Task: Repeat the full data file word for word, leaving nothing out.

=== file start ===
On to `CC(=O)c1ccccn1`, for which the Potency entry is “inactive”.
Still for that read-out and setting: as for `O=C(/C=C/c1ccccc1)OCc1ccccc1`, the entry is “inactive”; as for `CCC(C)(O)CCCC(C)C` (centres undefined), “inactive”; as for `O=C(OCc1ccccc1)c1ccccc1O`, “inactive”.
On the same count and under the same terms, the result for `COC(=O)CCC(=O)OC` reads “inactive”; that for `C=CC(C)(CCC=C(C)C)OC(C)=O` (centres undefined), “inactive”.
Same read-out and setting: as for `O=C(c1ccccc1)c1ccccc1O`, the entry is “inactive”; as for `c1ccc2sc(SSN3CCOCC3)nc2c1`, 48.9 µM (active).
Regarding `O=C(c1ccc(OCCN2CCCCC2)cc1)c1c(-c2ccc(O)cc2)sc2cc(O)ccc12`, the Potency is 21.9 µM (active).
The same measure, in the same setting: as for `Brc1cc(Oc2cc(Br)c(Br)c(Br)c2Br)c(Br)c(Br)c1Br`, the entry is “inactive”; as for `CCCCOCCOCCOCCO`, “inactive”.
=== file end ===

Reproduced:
On to `CC(=O)c1ccccn1`, for which the Potency entry is “inactive”.
Still for that read-out and setting: as for `O=C(/C=C/c1ccccc1)OCc1ccccc1`, the entry is “inactive”; as for `CCC(C)(O)CCCC(C)C` (centres undefined), “inactive”; as for `O=C(OCc1ccccc1)c1ccccc1O`, “inactive”.
On the same count and under the same terms, the result for `COC(=O)CCC(=O)OC` reads “inactive”; that for `C=CC(C)(CCC=C(C)C)OC(C)=O` (centres undefined), “inactive”.
Same read-out and setting: as for `O=C(c1ccccc1)c1ccccc1O`, the entry is “inactive”; as for `c1ccc2sc(SSN3CCOCC3)nc2c1`, 48.9 µM (active).
Regarding `O=C(c1ccc(OCCN2CCCCC2)cc1)c1c(-c2ccc(O)cc2)sc2cc(O)ccc12`, the Potency is 21.9 µM (active).
The same measure, in the same setting: as for `Brc1cc(Oc2cc(Br)c(Br)c(Br)c2Br)c(Br)c(Br)c1Br`, the entry is “inactive”; as for `CCCCOCCOCCOCCO`, “inactive”.